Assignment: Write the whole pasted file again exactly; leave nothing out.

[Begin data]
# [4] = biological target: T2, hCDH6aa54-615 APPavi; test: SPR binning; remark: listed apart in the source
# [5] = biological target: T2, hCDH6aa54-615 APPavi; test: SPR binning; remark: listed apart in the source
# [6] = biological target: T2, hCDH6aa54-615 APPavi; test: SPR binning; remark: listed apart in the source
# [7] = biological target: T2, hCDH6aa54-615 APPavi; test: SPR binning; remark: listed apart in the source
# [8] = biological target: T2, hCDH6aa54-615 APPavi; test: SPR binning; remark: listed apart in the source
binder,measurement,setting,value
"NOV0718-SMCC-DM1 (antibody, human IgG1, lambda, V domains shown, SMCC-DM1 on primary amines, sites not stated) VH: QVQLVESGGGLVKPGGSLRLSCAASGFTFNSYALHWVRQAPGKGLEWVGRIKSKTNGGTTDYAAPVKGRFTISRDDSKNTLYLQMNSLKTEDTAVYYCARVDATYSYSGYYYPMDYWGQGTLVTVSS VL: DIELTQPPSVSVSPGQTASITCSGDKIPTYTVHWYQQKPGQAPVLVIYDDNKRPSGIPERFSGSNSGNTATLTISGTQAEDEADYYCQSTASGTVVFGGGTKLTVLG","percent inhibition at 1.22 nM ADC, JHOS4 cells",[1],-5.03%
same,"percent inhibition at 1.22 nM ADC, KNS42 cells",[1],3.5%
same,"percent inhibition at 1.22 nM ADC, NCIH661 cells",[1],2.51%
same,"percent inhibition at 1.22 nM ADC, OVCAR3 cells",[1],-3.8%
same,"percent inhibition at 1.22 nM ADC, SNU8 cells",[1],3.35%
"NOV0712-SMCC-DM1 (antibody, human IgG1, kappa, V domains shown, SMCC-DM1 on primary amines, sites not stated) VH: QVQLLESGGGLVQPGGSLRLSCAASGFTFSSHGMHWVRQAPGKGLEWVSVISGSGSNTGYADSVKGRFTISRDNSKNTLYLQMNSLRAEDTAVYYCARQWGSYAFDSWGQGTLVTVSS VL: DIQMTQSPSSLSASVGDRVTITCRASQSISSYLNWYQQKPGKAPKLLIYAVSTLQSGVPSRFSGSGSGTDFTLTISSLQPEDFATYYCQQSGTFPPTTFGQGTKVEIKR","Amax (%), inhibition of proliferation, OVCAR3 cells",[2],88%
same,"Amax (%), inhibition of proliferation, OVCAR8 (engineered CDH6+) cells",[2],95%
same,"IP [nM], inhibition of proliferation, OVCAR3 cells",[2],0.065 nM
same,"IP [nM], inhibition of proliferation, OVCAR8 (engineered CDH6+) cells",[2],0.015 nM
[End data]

# [4] = biological target: T2, hCDH6aa54-615 APPavi; test: SPR binning; remark: listed apart in the source
# [5] = biological target: T2, hCDH6aa54-615 APPavi; test: SPR binning; remark: listed apart in the source
# [6] = biological target: T2, hCDH6aa54-615 APPavi; test: SPR binning; remark: listed apart in the source
# [7] = biological target: T2, hCDH6aa54-615 APPavi; test: SPR binning; remark: listed apart in the source
# [8] = biological target: T2, hCDH6aa54-615 APPavi; test: SPR binning; remark: listed apart in the source
binder,measurement,setting,value
"NOV0718-SMCC-DM1 (antibody, human IgG1, lambda, V domains shown, SMCC-DM1 on primary amines, sites not stated) VH: QVQLVESGGGLVKPGGSLRLSCAASGFTFNSYALHWVRQAPGKGLEWVGRIKSKTNGGTTDYAAPVKGRFTISRDDSKNTLYLQMNSLKTEDTAVYYCARVDATYSYSGYYYPMDYWGQGTLVTVSS VL: DIELTQPPSVSVSPGQTASITCSGDKIPTYTVHWYQQKPGQAPVLVIYDDNKRPSGIPERFSGSNSGNTATLTISGTQAEDEADYYCQSTASGTVVFGGGTKLTVLG","percent inhibition at 1.22 nM ADC, JHOS4 cells",[1],-5.03%
same,"percent inhibition at 1.22 nM ADC, KNS42 cells",[1],3.5%
same,"percent inhibition at 1.22 nM ADC, NCIH661 cells",[1],2.51%
same,"percent inhibition at 1.22 nM ADC, OVCAR3 cells",[1],-3.8%
same,"percent inhibition at 1.22 nM ADC, SNU8 cells",[1],3.35%
"NOV0712-SMCC-DM1 (antibody, human IgG1, kappa, V domains shown, SMCC-DM1 on primary amines, sites not stated) VH: QVQLLESGGGLVQPGGSLRLSCAASGFTFSSHGMHWVRQAPGKGLEWVSVISGSGSNTGYADSVKGRFTISRDNSKNTLYLQMNSLRAEDTAVYYCARQWGSYAFDSWGQGTLVTVSS VL: DIQMTQSPSSLSASVGDRVTITCRASQSISSYLNWYQQKPGKAPKLLIYAVSTLQSGVPSRFSGSGSGTDFTLTISSLQPEDFATYYCQQSGTFPPTTFGQGTKVEIKR","Amax (%), inhibition of proliferation, OVCAR3 cells",[2],88%
same,"Amax (%), inhibition of proliferation, OVCAR8 (engineered CDH6+) cells",[2],95%
same,"IP [nM], inhibition of proliferation, OVCAR3 cells",[2],0.065 nM
same,"IP [nM], inhibition of proliferation, OVCAR8 (engineered CDH6+) cells",[2],0.015 nM